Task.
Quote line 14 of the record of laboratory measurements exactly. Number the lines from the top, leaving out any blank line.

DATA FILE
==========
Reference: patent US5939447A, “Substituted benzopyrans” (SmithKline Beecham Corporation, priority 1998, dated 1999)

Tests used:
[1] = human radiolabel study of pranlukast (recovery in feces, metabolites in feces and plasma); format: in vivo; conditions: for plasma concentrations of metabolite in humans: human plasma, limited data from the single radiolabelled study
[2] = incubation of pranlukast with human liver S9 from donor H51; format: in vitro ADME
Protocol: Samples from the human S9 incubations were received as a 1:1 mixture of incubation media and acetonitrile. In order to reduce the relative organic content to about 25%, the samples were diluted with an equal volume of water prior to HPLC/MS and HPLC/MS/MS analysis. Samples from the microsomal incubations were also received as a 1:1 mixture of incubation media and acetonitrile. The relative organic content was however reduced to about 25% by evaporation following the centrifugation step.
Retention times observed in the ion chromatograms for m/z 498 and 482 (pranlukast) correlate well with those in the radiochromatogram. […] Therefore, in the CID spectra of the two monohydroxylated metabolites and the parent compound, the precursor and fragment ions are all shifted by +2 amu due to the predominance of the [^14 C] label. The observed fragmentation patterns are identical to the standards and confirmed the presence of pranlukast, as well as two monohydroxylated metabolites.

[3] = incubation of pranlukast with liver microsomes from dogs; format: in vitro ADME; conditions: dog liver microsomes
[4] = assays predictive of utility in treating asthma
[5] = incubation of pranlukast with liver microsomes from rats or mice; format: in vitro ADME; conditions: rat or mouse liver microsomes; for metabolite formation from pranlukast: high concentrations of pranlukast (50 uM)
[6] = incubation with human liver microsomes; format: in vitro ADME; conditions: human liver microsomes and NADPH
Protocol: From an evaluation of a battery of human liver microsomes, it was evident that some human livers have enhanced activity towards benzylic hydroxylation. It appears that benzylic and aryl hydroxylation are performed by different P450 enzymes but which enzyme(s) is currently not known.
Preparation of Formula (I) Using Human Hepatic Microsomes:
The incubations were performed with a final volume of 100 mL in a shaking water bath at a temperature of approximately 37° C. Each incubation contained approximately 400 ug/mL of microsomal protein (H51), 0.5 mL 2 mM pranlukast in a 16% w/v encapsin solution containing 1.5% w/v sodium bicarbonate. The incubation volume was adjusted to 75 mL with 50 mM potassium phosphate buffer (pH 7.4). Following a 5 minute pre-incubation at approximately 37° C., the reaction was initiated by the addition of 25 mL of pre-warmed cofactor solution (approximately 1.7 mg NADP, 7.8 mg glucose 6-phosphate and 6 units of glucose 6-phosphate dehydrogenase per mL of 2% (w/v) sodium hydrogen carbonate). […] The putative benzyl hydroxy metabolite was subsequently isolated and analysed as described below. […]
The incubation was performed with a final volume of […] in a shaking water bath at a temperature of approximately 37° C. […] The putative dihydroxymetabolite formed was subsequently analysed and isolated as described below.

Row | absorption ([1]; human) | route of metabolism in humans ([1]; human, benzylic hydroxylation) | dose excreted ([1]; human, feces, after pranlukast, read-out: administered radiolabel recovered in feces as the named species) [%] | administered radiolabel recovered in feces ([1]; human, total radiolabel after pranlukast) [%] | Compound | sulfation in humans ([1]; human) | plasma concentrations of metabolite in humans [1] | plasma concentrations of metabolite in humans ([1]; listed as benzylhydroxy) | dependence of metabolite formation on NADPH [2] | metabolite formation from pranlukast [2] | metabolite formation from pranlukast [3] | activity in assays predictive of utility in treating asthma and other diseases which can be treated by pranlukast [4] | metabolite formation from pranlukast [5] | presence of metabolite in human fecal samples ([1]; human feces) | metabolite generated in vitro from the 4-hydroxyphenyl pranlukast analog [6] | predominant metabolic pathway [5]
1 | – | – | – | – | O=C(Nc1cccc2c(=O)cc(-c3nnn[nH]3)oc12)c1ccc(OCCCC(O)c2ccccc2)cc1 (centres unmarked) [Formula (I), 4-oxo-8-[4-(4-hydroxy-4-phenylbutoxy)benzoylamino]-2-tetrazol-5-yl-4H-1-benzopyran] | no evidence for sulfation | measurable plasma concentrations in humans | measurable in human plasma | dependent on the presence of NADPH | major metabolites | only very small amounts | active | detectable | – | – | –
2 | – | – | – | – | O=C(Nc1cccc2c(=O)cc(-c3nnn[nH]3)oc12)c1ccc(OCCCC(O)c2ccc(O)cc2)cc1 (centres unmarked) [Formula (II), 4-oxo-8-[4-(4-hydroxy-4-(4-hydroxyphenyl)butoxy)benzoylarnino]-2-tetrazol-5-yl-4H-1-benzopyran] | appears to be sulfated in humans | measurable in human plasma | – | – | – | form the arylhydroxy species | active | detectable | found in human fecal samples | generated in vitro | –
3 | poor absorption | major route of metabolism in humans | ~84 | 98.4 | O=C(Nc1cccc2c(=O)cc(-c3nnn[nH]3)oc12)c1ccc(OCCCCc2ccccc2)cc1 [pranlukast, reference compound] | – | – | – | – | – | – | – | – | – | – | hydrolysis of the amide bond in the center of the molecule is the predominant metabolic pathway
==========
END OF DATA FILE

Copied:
The incubation was performed with a final volume of […] in a shaking water bath at a temperature of approximately 37° C. […] The putative dihydroxymetabolite formed was subsequently analysed and isolated as described below.